Lake Forest coach Phil LaScala casts a spastic sideline demeanor. His pleas to his players to cut down on turnovers (“be strong to the ball!”) and to play defense (“guard him…that’s your man!”) are easily heard. Ambrose’s polite yet forceful dialogue with the officials (there were two of them refereeing the game, other than the typical three) is amusing to hear (“what did you see? Did you see the same thing? OK, just checking”).
Public health guidelines limit fans to 50, and that limit can only come from the home team (there are noticeably less than 50 at Woodland Wednesday night). When the Scouts go on a second quarter run to take a 26-11 lead, we are programmed to expect cheering from their fans. But the only noise being generated comes from the Scouts bench.
“It’s only the other teams fans that get loud so we have to create a lot of the noise,” Scouts sophomore forward Asa Thomas said.
And then there’s the time outs. A lot of them.
A mandatory time out at the five-minute mark of each period is another Covid-specific rule. The referees get the basketballs cleaned (a woman at the scorer’s table scrubs them down with wet wipes) and the coaches have to think of something to say. For 90 seconds.
“It’s a long time out,” LaScala said.
“I’ll tell them I’m done talking and they wander out or get a drink,” Ambrose said.
There’s only so many different ways a coach can tell a player to rotate the basketball, get good looks and make sure they are guarding the right guy.
Wednesday night, Lake Forest did all of those things just a little better than Stevenson.
A 26-11 halftime lead by Lake Forest was cut to 30-27 late in the third period when Stevenson got hot from the perimeter. Jaden Evans a junior guard for the Patriots, drained three 3-point shots in the quarter.
But a 7-2 burst from the Scouts in the first few minutes of the fourth period pushed the lead out to 37-29 and the Patriots never got closer than four the rest of the way (Lake Forest won 48-42).
One differentiating stat—Lake Forest shot 16-of-21 from the free throw line while Stevenson made just 4-of-10.
The Scouts are talented, with possibly their deepest roster since the Evan Boudreaux era of 2011-15. Thomas, an athletic 6-foot-6, can shoot and has added a bounce game (11 points vs. Stevenson). Jack Malloy (6-3) is a lengthy wing and match up problem for opposing guards. Junior Leo Scheidler is a strong defender (he guarded all five positions in Stevenson game) and rebounder (I had him down for 10 rebounds). Cade Nowik, a 6-0 junior guard, adds toughness, on court I.Q. and can knock down foul shots late in the game (he was 6-of-6 vs Stevenson).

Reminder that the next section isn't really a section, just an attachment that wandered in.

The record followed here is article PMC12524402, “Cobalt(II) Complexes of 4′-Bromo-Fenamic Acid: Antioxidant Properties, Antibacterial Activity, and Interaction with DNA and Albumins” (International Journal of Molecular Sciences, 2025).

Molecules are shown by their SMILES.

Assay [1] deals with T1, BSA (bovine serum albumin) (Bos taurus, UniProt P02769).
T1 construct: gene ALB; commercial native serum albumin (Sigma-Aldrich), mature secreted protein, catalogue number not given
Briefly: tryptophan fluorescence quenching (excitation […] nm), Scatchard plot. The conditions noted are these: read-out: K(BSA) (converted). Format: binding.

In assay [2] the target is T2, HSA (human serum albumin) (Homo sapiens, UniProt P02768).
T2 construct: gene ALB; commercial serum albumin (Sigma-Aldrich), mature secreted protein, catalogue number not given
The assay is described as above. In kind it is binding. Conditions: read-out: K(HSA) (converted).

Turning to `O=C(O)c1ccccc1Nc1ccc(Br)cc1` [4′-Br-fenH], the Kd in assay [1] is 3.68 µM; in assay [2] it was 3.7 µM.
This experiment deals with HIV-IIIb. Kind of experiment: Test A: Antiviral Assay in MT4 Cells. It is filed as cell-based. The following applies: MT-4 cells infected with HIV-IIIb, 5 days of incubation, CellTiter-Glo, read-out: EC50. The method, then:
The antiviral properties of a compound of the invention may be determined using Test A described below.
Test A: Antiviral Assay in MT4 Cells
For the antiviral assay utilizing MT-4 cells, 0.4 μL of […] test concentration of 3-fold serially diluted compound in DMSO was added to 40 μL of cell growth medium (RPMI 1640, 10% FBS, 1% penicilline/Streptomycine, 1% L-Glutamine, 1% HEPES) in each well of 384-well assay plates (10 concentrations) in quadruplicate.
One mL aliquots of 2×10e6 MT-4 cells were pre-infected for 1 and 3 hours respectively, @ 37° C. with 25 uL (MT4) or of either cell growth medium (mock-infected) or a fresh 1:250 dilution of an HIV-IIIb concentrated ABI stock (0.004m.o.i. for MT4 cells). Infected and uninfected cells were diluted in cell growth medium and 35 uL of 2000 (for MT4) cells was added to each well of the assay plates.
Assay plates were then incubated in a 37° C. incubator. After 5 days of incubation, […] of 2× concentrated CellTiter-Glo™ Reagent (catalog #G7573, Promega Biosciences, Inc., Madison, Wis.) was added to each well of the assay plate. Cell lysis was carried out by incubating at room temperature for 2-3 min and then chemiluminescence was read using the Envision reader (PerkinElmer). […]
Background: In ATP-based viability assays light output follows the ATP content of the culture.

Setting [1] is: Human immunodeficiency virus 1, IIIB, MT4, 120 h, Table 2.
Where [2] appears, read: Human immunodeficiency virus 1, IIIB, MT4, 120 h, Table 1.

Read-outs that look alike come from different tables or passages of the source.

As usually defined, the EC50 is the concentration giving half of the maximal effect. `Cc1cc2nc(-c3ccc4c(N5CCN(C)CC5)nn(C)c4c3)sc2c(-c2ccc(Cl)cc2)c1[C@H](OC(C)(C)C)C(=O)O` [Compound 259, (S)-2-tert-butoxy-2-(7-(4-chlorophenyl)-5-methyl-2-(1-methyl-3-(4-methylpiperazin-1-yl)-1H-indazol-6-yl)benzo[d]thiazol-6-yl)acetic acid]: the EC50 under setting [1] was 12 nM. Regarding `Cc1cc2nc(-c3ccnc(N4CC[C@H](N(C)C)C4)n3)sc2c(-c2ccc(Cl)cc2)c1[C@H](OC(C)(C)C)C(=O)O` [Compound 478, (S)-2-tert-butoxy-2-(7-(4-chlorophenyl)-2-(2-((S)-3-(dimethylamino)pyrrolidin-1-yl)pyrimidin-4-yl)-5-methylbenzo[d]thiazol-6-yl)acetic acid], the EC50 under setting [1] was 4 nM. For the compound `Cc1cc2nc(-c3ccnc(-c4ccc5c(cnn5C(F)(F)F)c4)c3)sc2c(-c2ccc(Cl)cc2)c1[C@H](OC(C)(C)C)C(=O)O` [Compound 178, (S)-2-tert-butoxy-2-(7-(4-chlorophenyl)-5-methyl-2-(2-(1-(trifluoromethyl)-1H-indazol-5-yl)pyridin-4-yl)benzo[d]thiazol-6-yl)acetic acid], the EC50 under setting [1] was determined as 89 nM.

And Lake Forest played Wednesday without arguably its best player, senior forward Walt Mattingly, who missed the game with an injured shoulder.
Stevenson is young, probably as inexperienced as they’ve been in 10 years. Evan Ambrose is smart and plays like a coach’s son (and possesses one of the best step-back jump shots in the conference, which is saying something for someone who stands a shade under 5-10). Senior big Darius Clemons and senior guard Andrew Chieng are capable varsity players but this is a re-build season for Stevenson. With a good group of juniors and underclassman, they’ll contend in 2021-22 and beyond.
Most coaches are electing to play three or four games a week. That doesn’t leave much time for practice and each game takes on added importance.
“We didn’t have much of a pre-season and don’t have tremendous amount of time to practice,” Pat Ambrose said. “Our goal is to play games but not jam them everywhere.”
During the games, or just while playing the season, players and coaches are doing their best to avoid complaint. So when there’s a wall oddly behind the basket (there is a wall at Woodland, a cushioned one, a few feet behind the far basket), a mask that doesn’t fit quite right or no locker room to occupy (locker rooms are basically off limits this season), rather than grumble about it, they shrug their shoulders and try and find humor amidst the oddities of 2020-21.
After all, after months and months of stops and starts and out of school and out of sports and out of touch and out of sight, they can now play the game of basketball, together.
And that’s a gift to be cherished. By everyone.
“If practice gets moved, we are ready. Game gets moved, game gets cancelled, we are still ready. It’s a season of unknowns,” Evan Ambrose said. “My motto has been to roll with the punches.”